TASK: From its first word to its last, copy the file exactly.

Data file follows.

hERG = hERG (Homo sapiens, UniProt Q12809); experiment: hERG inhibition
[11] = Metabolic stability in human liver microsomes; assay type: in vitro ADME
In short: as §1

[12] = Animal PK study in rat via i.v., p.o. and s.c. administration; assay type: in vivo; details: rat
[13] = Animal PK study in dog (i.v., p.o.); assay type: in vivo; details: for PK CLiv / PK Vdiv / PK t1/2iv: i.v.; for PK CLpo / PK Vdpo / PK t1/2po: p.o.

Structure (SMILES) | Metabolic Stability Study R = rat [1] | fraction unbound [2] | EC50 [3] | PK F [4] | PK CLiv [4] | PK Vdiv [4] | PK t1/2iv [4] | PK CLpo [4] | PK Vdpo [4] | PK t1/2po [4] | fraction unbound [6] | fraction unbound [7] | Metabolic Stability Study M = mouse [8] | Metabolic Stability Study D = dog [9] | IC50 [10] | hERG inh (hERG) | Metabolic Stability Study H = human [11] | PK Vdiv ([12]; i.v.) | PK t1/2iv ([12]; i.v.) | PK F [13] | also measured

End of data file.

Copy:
hERG = hERG (Homo sapiens, UniProt Q12809); experiment: hERG inhibition
[11] = Metabolic stability in human liver microsomes; assay type: in vitro ADME
In short: as §1

[12] = Animal PK study in rat via i.v., p.o. and s.c. administration; assay type: in vivo; details: rat
[13] = Animal PK study in dog (i.v., p.o.); assay type: in vivo; details: for PK CLiv / PK Vdiv / PK t1/2iv: i.v.; for PK CLpo / PK Vdpo / PK t1/2po: p.o.

Structure (SMILES) | Metabolic Stability Study R = rat [1] | fraction unbound [2] | EC50 [3] | PK F [4] | PK CLiv [4] | PK Vdiv [4] | PK t1/2iv [4] | PK CLpo [4] | PK Vdpo [4] | PK t1/2po [4] | fraction unbound [6] | fraction unbound [7] | Metabolic Stability Study M = mouse [8] | Metabolic Stability Study D = dog [9] | IC50 [10] | hERG inh (hERG) | Metabolic Stability Study H = human [11] | PK Vdiv ([12]; i.v.) | PK t1/2iv ([12]; i.v.) | PK F [13] | also measured